This outburst raises a number of questions. The first one is, is it true?
Freemasonry an international communist conspiracy, plotting revolutions and the downfallof the Church, and secular education in New South Wales? If not, who were the Masons,why did the Catholic Church find itself in conflict with them, and what is the relation of thatconflict to job discrimination against Catholics in the 1930s?No, it is not true. Not of Australia, at least. Freemasonry was not an atheistcommunist plot. An answer on behalf of the Masons was written by Wazir Beg, earlier aMuslim of Poona but at this period a Presbyterian minister in Redfern and editor of both the
His reply to Vaughan denies the charges of atheism,immorality and disloyalty. Masonry inculcates a `rigorous morality’ — withoutdispensations or indulgences — and it is hardly likely that Masonry intends to subvert theState when the last King and the present heir to the throne are not merely members, butGrand Masters.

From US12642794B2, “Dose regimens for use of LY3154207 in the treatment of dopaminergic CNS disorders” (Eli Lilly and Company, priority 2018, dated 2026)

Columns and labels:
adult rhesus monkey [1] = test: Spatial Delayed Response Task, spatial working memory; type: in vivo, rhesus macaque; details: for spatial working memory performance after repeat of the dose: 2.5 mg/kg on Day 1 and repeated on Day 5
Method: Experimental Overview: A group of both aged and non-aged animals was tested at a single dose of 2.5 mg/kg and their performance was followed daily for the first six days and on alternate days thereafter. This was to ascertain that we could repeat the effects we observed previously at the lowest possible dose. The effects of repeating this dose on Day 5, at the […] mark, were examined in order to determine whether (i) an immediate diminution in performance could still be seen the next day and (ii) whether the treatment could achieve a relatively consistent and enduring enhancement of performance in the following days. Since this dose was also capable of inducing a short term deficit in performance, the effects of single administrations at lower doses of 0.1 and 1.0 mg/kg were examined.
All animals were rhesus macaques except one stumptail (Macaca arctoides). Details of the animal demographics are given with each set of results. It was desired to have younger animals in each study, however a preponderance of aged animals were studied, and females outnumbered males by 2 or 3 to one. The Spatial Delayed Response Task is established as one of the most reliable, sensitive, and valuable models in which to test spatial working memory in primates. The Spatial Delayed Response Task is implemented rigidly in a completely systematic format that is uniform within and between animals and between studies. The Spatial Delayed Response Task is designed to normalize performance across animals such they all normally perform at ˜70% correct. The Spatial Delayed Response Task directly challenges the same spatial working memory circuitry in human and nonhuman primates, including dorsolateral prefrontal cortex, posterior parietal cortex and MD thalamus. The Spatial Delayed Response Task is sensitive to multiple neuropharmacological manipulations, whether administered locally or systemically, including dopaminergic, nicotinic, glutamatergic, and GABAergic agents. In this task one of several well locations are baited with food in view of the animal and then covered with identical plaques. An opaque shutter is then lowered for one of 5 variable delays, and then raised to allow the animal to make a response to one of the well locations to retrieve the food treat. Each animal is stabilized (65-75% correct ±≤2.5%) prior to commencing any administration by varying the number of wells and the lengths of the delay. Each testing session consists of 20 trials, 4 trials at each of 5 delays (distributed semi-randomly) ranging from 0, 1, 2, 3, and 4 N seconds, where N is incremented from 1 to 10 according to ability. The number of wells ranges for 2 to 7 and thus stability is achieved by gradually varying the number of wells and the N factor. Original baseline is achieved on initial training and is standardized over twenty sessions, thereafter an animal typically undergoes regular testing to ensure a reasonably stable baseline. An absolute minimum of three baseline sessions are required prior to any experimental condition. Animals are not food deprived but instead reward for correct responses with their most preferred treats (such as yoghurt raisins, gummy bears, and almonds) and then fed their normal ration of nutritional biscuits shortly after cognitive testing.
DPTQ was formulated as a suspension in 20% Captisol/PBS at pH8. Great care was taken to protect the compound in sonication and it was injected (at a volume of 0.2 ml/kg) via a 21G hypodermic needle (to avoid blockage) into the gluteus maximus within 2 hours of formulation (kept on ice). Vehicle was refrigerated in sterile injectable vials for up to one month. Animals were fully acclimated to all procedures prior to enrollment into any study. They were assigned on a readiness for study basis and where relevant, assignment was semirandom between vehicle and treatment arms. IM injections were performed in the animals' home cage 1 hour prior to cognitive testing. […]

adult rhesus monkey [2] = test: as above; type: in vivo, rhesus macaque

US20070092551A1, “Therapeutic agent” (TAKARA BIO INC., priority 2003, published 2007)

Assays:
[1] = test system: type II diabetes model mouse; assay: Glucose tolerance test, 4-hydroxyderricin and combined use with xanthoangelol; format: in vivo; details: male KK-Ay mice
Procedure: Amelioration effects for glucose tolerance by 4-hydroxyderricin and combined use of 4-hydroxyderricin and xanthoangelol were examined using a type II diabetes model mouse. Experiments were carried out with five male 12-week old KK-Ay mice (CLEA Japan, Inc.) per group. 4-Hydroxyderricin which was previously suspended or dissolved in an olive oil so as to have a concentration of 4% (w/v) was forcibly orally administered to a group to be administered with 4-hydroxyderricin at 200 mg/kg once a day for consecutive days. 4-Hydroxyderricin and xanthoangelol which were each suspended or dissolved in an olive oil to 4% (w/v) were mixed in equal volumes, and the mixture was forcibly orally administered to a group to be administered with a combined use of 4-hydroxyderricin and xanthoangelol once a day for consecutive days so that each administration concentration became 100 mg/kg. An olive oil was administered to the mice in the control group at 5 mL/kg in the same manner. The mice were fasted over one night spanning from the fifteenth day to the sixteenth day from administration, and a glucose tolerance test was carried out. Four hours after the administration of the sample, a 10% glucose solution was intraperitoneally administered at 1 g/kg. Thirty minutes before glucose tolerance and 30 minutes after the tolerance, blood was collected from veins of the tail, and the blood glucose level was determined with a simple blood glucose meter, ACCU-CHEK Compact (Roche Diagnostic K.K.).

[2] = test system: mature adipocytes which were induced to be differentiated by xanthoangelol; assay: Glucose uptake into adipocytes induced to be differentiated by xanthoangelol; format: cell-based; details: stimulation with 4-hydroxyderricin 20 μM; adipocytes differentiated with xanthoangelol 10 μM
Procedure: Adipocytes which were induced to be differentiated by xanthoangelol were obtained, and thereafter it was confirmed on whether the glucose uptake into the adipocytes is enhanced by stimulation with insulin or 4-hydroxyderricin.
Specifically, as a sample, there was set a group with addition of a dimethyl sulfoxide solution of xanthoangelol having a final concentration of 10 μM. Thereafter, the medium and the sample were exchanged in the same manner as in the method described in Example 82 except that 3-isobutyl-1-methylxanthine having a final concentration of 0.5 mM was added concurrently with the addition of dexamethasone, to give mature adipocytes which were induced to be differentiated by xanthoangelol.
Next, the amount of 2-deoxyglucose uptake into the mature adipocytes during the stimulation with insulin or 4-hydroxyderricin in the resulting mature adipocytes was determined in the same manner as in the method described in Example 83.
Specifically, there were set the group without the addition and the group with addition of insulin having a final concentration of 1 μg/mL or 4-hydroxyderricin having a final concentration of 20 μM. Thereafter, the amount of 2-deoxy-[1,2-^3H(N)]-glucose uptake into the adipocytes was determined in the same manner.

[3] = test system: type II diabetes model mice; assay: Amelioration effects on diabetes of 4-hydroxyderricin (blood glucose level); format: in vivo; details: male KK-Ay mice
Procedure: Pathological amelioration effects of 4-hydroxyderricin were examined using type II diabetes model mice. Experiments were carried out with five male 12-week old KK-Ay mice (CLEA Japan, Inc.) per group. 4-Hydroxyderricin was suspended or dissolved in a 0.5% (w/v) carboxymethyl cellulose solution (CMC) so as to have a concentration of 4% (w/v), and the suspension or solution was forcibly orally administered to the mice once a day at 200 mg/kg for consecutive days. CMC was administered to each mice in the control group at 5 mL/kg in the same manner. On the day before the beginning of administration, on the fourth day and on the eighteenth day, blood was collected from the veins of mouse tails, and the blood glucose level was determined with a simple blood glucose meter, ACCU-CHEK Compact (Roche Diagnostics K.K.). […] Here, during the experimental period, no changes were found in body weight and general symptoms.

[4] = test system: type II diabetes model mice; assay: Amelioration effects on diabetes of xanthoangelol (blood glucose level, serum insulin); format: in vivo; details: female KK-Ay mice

Beg is right: the idea of an international communist conspiracy led byroyalty is ridiculous.All the same, Vaughan is not exactly making his theory up out of thin air. Nor is healone. To understand what was happening we need to look at the situation in Europe on along time scale.The Masonic conspiracy theory is part of a plot theory that had wide appeal for theEuropean political right from the time of the French Revolution to the Second World War.The principals in the supposed world conspiracy varied: Masons, Jews, Liberals, Socialists,
but the linking idea was that a world conspiracy of some or all these was behind allrevolutions real and potential, and all anticlericalism. The Masonic plot theory came first. Itappeared in the Abbé Barruel’s
Memoirs Illustrating the History of Jacobinism
of 1797,which claimed to expose the French Revolution as a Masonic conspiracy. After a long run inthe nineteenth century, where it was promoted by Pius IX as an explanation for his troubles
(and of course that was where Vaughan got it from), it acquired an antisemitic tinge in thelast two decades of the century.
The most famous expression of it, the
Protocols of the Elders of Zion
, written in France probably in the 1890s, was Barruel’s theory over again,